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http://www.math.uiuc.edu/~tyson/existence.pdf (example 5)

In the example, the solution for the interval is $\delta_2 = |x_0|$. I'm confused on how they got that. What was the algebraic step to solve for $\delta_2$? I mean I can reason it out, and it makes sense. However, how do I actually solve for it algebraically? Thank you!

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2 Answers 2

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We know that an ODE of the form $$y' = F(x,y),\quad y(x_{0}) = y_{0}$$ is guaranteed a unique solution when both $F(x,y)$ and $F_{y}(x,y)$ are continuous. For Example $5$, $$y' = 2y/x,\quad y(x_{0}) = y_{0},$$ we see that both $$F(x,y) = 2y/x\quad \text{and}\quad F_{y}(x,y) = 2/x$$ are continuous so long as $x\neq 0$. That means that first of all we get an interval of uniqueness for some $\delta_{2} > 0$: $$ x_{0} - \delta_{2} < x < x_{0} + \delta_{2}.$$ Because we need to keep $x$ away from $0$, and we don't know if $x_{0}$ is greater than or less than $0$ we have two cases:

First, if $x_{0} > 0$ we can take $$x_{0} - \delta_{2} = 0 \implies \delta_{2} = x_{0}.$$

Second, if $x_{0} < 0$ we can take $$x_{0} + \delta_{2} = 0 \implies \delta_{2} = |x_{0}|.$$

In either case, it suffices to take $\delta_{2} = |x_{0}|$ to guarantee uniqueness.

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  • $\begingroup$ a more general question is (from en.wikipedia.org/wiki/Picard%E2%80%93Lindel%C3%B6f_theorem) $a < min\{b/M, 1/L\}$. What is b, M, and L in this context? Thank you! $\endgroup$
    – Phu Nguyen
    Commented May 9, 2017 at 15:16
  • $\begingroup$ @PhuNguyen I clarified my answer a bit. $\endgroup$
    – DMcMor
    Commented May 9, 2017 at 15:22
  • $\begingroup$ Thank you! I understand that now, but can you please answer my more general question on the topic? Thanks! $\endgroup$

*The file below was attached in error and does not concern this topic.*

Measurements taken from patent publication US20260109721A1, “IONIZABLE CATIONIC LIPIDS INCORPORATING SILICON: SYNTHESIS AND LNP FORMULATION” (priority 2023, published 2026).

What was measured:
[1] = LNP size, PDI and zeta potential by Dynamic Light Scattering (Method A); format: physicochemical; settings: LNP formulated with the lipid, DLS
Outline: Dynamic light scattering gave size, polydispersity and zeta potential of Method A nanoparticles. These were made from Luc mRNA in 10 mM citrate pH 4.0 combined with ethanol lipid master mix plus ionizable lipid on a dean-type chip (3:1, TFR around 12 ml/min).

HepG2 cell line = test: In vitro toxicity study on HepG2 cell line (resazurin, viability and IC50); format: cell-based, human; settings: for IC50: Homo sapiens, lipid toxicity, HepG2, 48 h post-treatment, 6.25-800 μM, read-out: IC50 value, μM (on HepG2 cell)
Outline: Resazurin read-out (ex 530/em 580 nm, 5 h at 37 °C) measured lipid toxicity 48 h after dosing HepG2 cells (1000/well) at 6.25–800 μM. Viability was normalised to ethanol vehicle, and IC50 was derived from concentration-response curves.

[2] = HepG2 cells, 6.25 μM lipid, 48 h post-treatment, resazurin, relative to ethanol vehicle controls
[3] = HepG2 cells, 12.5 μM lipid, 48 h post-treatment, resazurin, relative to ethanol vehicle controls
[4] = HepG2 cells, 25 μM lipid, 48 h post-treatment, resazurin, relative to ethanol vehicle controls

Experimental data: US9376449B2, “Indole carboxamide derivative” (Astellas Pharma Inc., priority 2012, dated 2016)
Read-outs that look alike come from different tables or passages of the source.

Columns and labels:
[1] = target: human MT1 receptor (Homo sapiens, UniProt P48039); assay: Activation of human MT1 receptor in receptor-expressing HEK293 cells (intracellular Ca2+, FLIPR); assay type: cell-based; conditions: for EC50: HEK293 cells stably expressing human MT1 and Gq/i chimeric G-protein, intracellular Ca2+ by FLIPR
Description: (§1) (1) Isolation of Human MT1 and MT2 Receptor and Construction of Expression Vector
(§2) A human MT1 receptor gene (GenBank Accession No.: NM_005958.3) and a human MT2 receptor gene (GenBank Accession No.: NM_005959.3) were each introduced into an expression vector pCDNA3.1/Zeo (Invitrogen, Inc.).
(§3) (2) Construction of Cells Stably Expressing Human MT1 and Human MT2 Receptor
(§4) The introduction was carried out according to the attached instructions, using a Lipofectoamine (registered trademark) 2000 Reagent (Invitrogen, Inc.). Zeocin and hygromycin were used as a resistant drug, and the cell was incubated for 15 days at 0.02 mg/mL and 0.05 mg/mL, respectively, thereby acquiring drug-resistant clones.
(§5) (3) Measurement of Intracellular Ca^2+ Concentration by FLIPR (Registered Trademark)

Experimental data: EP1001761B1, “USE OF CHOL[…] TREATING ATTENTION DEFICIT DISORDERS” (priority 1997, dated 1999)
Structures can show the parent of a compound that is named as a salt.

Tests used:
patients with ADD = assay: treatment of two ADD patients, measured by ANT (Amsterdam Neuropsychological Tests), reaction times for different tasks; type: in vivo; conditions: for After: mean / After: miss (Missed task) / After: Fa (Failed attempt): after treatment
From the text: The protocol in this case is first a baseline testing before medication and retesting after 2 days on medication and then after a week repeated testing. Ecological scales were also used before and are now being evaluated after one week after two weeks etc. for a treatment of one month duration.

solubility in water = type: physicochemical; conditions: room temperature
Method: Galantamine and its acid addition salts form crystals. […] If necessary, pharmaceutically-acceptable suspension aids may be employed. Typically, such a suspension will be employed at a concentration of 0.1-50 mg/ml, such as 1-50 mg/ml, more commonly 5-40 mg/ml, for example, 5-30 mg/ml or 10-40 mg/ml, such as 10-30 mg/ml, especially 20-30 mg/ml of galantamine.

– Phu Nguyen
    Commented May 9, 2017 at 15:25
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To satisfy conditions for uniqueness, solutions in this example have to stay away from $0$. Since the distance from a point $x_0\ne0$ to $0$ is $|x_0|$, an interval on which a unique solution exists cannot go by more than $\delta_2=|x_0|$ away from $x_0$.

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  • $\begingroup$ That's what I figured logically. This is a simple equation with a simple solution. What happens if the equation is much more complicated? I won't be able to reason out like on this problem. How do I solve for $\delta_0$ algebraically? Thank you! $\endgroup$
    – Phu Nguyen
    Commented May 9, 2017 at 15:11
  • $\begingroup$ @PhuNguyen: I'd say it's still based on the same idea -- you need to find discontinuities of $F$ and $\partial F/\partial y$ and stay away from them. So the issue is not as much an ODE problem as it is an algebra problem. I don't think we can say that there's a common method for all of them -- depends on the functions. $\endgroup$
    – zipirovich
    Commented May 9, 2017 at 15:32
  • $\begingroup$ Lol, so basically, I have to reason out logically for each individual case? If that is the case, I guess I got the idea now. Thanks! $\endgroup$
    – Phu Nguyen
    Commented May 9, 2017 at 15:57

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